Differential Staining is a staining process which uses more than one chemical stain. Using multiple stains can better differentiate between different microorganisms or structures/cellular components of a single organism.
Differential staining is used to detect abnormalities in the proportion of different white blood cells in the blood. The process or results are called a WBC differential. This test is useful because many diseases alter the proportion of certain white blood cells. By analyzing these differences in combination with a clinical exam and other lab tests, medical professionals can diagnose disease.
One commonly recognizable use of differential staining is the Gram stain. Gram staining uses two dyes: Crystal violet and Fuchsin or Safranin (the counterstain) to differentiate between Gram-positive bacteria (large Peptidoglycan layer on outer surface of cell) and Gram-negative bacteria.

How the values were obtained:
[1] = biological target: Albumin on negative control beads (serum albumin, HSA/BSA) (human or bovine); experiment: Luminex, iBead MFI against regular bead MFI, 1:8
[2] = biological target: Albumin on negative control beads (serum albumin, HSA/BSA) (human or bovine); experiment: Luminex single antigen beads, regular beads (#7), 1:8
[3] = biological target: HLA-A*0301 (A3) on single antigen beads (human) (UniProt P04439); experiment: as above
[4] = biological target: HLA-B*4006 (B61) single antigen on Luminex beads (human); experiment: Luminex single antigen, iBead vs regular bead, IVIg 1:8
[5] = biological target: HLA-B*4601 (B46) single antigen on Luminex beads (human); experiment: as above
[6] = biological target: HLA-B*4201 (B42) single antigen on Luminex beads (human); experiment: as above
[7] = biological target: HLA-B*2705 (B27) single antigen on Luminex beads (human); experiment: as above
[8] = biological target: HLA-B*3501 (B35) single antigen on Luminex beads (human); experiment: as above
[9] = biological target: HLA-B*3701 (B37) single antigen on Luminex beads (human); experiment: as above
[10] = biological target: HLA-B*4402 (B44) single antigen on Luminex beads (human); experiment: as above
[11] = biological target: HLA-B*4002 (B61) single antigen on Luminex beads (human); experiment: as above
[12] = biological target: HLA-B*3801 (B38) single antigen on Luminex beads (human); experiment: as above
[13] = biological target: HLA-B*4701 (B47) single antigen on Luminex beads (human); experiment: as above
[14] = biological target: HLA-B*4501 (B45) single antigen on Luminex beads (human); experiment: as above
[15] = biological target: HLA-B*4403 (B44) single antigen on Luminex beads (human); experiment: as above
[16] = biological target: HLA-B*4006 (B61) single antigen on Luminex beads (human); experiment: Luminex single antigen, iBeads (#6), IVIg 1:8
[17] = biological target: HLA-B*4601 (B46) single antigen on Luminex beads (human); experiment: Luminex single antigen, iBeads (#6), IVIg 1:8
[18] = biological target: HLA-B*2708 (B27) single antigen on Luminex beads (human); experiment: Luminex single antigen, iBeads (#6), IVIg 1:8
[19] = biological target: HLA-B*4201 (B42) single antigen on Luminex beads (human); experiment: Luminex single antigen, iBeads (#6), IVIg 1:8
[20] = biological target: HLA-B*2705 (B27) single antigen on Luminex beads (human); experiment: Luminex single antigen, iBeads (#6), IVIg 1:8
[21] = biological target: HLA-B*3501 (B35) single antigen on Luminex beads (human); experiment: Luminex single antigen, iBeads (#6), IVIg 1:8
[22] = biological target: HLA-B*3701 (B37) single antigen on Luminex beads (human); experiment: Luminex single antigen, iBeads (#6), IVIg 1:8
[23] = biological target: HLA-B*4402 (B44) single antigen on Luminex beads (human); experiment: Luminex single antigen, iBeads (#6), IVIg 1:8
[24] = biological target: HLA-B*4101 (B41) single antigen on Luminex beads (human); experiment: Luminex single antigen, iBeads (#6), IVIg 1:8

Acid-fast Stains are also differential stains.
- http://www.mansfield.ohio-state.edu/~sabedon/black03.htm#differential_stain Detailed Overview of staining
- http://www.uphs.upenn.edu/bugdrug/antibiotic_manual/Gram2.htm The Gram Stain Technique
|This article related to pathology is a stub. You can help Wikipedia by expanding it.|